On The Theo Show, a social media-based sitcom complete with its own catchy theme song, Theo Martins shares scenes from his daily life: He drinks coffee from a mug with his face on it, opens mail from Will Smith, and smiles infectiously at the camera. If The Theo Show is a window into his world, then Office & Gallery, the conceptual space he opened in February, is a portal. The community-driven space reflects Theo’s versatility as a multidisciplinary artist: It is a platform for work of all mediums, a showroom and shop for in-house label Good Posture, and the homebase of Cereal & such, a music program that serves up podcasts, playlists and plenty of Cinnamon Toast Crunch. “We stand as a bridge to information, culture and conversation,” explains Theo. In addition to Office & Gallery, we wanted to know where else Theo finds clothes and community, and so we asked him. Here, in his own words, are his top five concept shops in L.A.
There’s an incredible energy happening on Fountain Avenue, including Office & Gallery, Powers Supply & Besties. Much of that came about because of Ariel Stark Benz, owner and director of Mister Green Life Store. He was the first I saw in this area and created an environment that is as genuine as he is. It’s a life store in every sense of the word, from ceramics to apparel — hell, I just discovered a toolbox for sale as well.
Eric Elms’ new shop, Powers Supply is next door to Office & Gallery and just a few doors down from Mister Green. A great shop that offers clothes but gives me the energy of going into Supreme or UNION as a kid. Eric is one of my favorite designers, I consider him an absolute legend in his craft for his ability to translate his ideas through a vast level of mediums: functional, whimsical, technical. Powers Supply is a very clear depiction inside the mind of Eric Elms. We opened our shops on the same day, and he may not care, but I was overjoyed to share that moment with him.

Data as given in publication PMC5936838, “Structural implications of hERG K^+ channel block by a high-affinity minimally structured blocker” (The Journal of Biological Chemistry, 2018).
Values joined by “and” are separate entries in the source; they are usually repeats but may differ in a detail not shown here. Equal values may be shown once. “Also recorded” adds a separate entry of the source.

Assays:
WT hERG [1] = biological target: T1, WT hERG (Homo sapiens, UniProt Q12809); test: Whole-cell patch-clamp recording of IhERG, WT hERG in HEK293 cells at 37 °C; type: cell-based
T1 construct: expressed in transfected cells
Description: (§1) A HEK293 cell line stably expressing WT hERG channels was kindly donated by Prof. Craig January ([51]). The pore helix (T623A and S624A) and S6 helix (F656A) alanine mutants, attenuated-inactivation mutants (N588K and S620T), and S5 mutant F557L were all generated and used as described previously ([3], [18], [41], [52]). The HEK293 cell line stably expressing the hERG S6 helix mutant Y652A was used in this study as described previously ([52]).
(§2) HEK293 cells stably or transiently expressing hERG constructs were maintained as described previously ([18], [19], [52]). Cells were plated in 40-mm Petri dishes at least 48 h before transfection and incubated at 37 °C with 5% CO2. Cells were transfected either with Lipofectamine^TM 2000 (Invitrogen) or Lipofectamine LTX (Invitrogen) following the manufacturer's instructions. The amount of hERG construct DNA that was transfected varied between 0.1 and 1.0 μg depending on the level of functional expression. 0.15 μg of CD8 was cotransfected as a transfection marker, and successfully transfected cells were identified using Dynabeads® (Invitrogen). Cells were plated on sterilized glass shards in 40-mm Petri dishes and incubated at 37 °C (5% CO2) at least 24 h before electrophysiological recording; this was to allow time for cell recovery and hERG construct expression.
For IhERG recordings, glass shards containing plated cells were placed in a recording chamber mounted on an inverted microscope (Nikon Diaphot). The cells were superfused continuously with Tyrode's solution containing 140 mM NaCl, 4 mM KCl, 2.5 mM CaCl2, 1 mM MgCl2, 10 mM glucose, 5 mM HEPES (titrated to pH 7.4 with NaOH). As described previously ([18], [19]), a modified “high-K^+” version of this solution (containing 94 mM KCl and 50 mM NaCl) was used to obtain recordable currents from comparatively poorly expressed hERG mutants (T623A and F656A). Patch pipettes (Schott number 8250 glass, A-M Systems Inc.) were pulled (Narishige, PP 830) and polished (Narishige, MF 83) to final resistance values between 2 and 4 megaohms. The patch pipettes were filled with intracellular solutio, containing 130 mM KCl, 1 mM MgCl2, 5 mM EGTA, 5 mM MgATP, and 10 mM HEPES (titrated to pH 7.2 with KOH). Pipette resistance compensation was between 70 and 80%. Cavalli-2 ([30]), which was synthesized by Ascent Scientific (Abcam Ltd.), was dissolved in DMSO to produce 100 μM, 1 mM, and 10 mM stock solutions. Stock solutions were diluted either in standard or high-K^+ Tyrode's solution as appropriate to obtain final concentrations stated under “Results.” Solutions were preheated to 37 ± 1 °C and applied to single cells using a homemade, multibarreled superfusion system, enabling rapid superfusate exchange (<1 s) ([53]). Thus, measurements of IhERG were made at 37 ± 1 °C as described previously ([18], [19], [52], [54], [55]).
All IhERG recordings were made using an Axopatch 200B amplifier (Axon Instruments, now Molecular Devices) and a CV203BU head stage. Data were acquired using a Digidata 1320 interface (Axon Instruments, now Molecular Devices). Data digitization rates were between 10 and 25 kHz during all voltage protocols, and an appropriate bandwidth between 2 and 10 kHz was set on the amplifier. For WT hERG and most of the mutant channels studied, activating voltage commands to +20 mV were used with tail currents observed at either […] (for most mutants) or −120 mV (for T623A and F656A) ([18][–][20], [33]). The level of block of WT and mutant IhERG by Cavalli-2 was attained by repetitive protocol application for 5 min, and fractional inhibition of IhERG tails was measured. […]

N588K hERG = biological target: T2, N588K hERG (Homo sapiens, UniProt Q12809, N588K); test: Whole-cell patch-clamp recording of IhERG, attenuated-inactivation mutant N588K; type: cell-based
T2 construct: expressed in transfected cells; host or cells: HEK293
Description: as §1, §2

Besties Vegan Paradise
The Vegan 7-Eleven pretty much. I’m usually in there for a snack of some sort. I walk in happy and walk out joyous. That’s the thing about eating healthy — sometimes you’re not sure if you feel good because it’s good for you or simply the thought. Regardless, it does the job. Founded by Alison Shead and Matt Fontana, who used to do things over at Alife, [it’s a] great concept in 2019. They’ve not only become a destination for food but for community.
Owned by Charlie Staunton and Shirley Kurata, it’s a concept shop in every sense of the word. Most stores are limited to the events they can host because they exist primarily as a retail space but not Virgil Normal — and that’s what makes them special. From seasonal popups to BBQ’s, it’s the ultimate hub for hanging out. I stumbled into their opening party in 2015, met Charlie, bought a shop tee and went on my way. I wound up spending a vast amount of time with them and went into business with them, opening the first Cereal & such location. We’ve since moved on to our space, but I would say that Virgil Normal created a space for many other stores to build their identity on.
I used to live by South Willard when they were at their first location. I recall stumbling through on a random weekend as I typically enjoy strolling the neighborhood. I wound up spending a good portion of my day there, sorting through their ceramic works, clothing, accessories… It’s a great space and one of the first times I saw art merged with apparel and accessories in a way that wasn’t kitschy or heavy handed. You can tell the selection was genuinely made through a very organic process. It was refreshing to see given the state of retail and how inauthentic it often is.